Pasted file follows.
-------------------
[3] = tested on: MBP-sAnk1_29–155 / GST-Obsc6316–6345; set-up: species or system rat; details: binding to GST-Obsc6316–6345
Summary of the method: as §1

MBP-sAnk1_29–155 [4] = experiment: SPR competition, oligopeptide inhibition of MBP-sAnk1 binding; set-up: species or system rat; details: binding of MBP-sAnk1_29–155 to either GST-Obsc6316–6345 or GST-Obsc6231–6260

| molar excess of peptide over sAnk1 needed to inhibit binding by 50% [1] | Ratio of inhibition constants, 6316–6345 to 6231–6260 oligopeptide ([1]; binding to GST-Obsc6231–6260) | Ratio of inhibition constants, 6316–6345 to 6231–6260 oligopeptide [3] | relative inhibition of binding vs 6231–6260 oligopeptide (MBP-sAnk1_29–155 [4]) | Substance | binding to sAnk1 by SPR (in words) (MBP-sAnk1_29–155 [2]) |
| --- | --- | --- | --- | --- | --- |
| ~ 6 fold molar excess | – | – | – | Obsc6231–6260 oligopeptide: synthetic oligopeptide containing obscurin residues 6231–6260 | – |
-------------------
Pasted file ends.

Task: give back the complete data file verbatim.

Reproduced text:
[3] = tested on: MBP-sAnk1_29–155 / GST-Obsc6316–6345; set-up: species or system rat; details: binding to GST-Obsc6316–6345
Summary of the method: as §1

MBP-sAnk1_29–155 [4] = experiment: SPR competition, oligopeptide inhibition of MBP-sAnk1 binding; set-up: species or system rat; details: binding of MBP-sAnk1_29–155 to either GST-Obsc6316–6345 or GST-Obsc6231–6260

| molar excess of peptide over sAnk1 needed to inhibit binding by 50% [1] | Ratio of inhibition constants, 6316–6345 to 6231–6260 oligopeptide ([1]; binding to GST-Obsc6231–6260) | Ratio of inhibition constants, 6316–6345 to 6231–6260 oligopeptide [3] | relative inhibition of binding vs 6231–6260 oligopeptide (MBP-sAnk1_29–155 [4]) | Substance | binding to sAnk1 by SPR (in words) (MBP-sAnk1_29–155 [2]) |
| --- | --- | --- | --- | --- | --- |
| ~ 6 fold molar excess | – | – | – | Obsc6231–6260 oligopeptide: synthetic oligopeptide containing obscurin residues 6231–6260 | – |